29:21 Howard Zinn talks about the march from Selma to Montgomery as the first time that the federal government pledge itself to protect Civil Rights activists from local and state authorities. Zinn recounts leaving the march a little early to fly home to Boston, running into Whitney Young at the airport and getting served a cup of coffee by a waitress wearing a pin that said “NEVER” (in reference to desegregation), who nonetheless served them coffee.

33:47 Studs tell the story of C. P. Ellis, a former Cyclops with the Ku Klux Klan from Durham, North Carolina. Studs had a hard time tracking him down, but one he did, Ellis told him his story about growing up poor, everything seeming to go wrong, and his father, a Klansman, telling him that it was all to blame on black people. Ellis eventually joins the Klan for the opportunity to be somebody. The Klan was involved trying to shut down Ann Atwater, a working-class black woman who was organizing black people in Durham to protest the stores not hiring black people. He slowly becomes aware of his class position and how he’s being taken advantage of by the Klan. When the Durham school system receives a grant, a series of meeting are organized to bring the whole range of black and white community organizations together, since they all have kids attending school. At the meeting, Ellis and Atwater are appointed co-chairs of a new committee. Ellis got a job as a janitor at Duke University, got recruited into the mostly-black, mostly-female union and was elected business agent by a 4:1 margin. Studs says when Ellis told him this he broke down crying and said that in that union, with those women, he felt like somebody.

39:57 Howard Zinn continues the conversation on the hierarchy of values. “We very often give up on people, we categorize them. ‘Here. This person is a white racist,’ as if that person must remain a white racist forever.” Zinn tells a story about a white organizer in Mississippi organizing black brick workers in the 1960s. One day the Sheriff’s Deputy showed up and told him to come with him. They drove out into an isolated spot in the woods and got out of the car. The organizer was growing increasingly scared. The sheriff questioned him about organizing black brick workers. The sheriff said, “I know you’ve been organizing. You’ve been organizing those black workers in the brick factory, but there are also white workers in the brick factory and one of them is my brother. And these white workers need to be organized, so I’d like to get some of your material.”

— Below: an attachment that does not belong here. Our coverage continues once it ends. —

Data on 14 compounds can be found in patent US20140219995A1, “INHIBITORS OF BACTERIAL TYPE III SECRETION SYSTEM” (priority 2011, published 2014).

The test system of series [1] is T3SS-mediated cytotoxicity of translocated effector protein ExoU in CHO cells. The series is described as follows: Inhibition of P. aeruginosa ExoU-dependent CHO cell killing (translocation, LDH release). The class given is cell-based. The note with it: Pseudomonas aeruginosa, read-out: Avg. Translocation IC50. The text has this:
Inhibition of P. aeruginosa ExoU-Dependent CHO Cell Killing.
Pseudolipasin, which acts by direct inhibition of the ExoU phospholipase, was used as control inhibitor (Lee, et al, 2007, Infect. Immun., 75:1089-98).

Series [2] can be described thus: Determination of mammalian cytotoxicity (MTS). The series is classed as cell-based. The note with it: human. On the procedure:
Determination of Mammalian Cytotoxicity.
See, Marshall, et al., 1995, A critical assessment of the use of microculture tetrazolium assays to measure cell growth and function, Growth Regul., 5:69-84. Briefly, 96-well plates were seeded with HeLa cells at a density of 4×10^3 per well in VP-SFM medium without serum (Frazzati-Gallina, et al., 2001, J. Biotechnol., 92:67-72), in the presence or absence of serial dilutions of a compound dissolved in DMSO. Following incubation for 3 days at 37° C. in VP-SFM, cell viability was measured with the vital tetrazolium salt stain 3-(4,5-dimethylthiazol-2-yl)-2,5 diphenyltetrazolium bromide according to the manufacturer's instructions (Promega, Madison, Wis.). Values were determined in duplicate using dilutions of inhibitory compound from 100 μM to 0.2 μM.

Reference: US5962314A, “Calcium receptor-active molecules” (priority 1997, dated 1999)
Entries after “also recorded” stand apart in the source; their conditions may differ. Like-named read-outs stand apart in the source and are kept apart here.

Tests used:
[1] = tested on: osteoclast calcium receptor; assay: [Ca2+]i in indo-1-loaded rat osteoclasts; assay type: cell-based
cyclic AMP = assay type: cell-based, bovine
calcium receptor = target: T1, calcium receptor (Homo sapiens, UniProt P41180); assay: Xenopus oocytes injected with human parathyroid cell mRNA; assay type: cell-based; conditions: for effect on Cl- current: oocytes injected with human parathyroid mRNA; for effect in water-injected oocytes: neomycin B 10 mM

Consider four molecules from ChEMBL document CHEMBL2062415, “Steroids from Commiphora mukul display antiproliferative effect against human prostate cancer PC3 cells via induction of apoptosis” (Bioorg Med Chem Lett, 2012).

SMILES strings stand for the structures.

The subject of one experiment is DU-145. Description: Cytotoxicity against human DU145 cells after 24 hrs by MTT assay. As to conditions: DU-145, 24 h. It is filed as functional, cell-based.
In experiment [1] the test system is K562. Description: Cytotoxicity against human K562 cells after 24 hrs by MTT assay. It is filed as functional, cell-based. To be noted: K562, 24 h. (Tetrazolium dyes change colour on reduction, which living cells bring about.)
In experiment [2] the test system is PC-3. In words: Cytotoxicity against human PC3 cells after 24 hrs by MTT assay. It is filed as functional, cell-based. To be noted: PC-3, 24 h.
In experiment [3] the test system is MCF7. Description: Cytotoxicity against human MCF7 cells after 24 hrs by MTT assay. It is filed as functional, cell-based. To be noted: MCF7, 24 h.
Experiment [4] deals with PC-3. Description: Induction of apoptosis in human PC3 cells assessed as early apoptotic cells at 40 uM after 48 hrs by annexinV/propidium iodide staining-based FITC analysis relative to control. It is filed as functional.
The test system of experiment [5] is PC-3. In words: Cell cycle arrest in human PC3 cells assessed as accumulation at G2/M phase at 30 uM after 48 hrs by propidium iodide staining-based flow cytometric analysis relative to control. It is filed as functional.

43:42 Studs asks Zinn about apathy among students on college campuses. Zinn says that even during the Reagan-Bush years of the 1980s, his students had lively discussions on class, race, economic justice, militarism and war. “I think what caused the notion that they were apathetic was simply that there was no great national movement as there was during the Civil Rights movement, during the Vietnam War, no central issue dramatic enough and big enough to create a national student movement, but students are always one inch away from such a movement.” Studs talks about guest lecturing at Wabash College, a right-wing college in Indiana. Studs’s talk recieved a standing ovation from the students, they came up to him after and asked, “Is what you say true?” Zinn recounts a speaking engagement at California Polytechnic State University, where he was warned about how conservative the students were. He says that he was talking as radical as he could about wealth inequality and militarism and the student response was overwhelmingly positive. Zinn says that the same thing happens to Noam Chomsky wherever he goes. “We have, in a way, decieved by the media into thinking that the American people are swallowing what the politicians are telling them.”

52:30 Studs recounts an anecdote about waiting for the bus every day by two yuppies and never having anything to say. One say he says to them, “Labor Day is coming up.” He says, after a cold response, he digs in tells them about the Labor Day parade down State Street. The man turns to Studs and says, “We loathe unions.” Studs tells him about the Haymarket Affair and the 40-hour week movement, they get on the bus, and he never sees them again. “Now that’s an easy story to tell, but the fact is: why blame them? They just don’t know!”

55:35 Zinn says there’s some new energy in the labor movement that comes from a recognition of how much wealth has gravitated to the top while working people have seen their wages stagnate. Zinn talks about attending a rally in support of Salvador women working in a factory north of Boston, unjustly fired for unionizing. He tells how they sat in at the factory and got arrested and how the story was covered in the Boston Globe and three days later, the fired workers were reinstated and the union recognized. “It took a little community solidarity and little militancy to do that.”

1:01:11 Studs talks about how the UPS strike was the first time since Reagan that the public was generally in support of a strike. He talks about Reagan’s harsh dealings with the Air Controller Strike.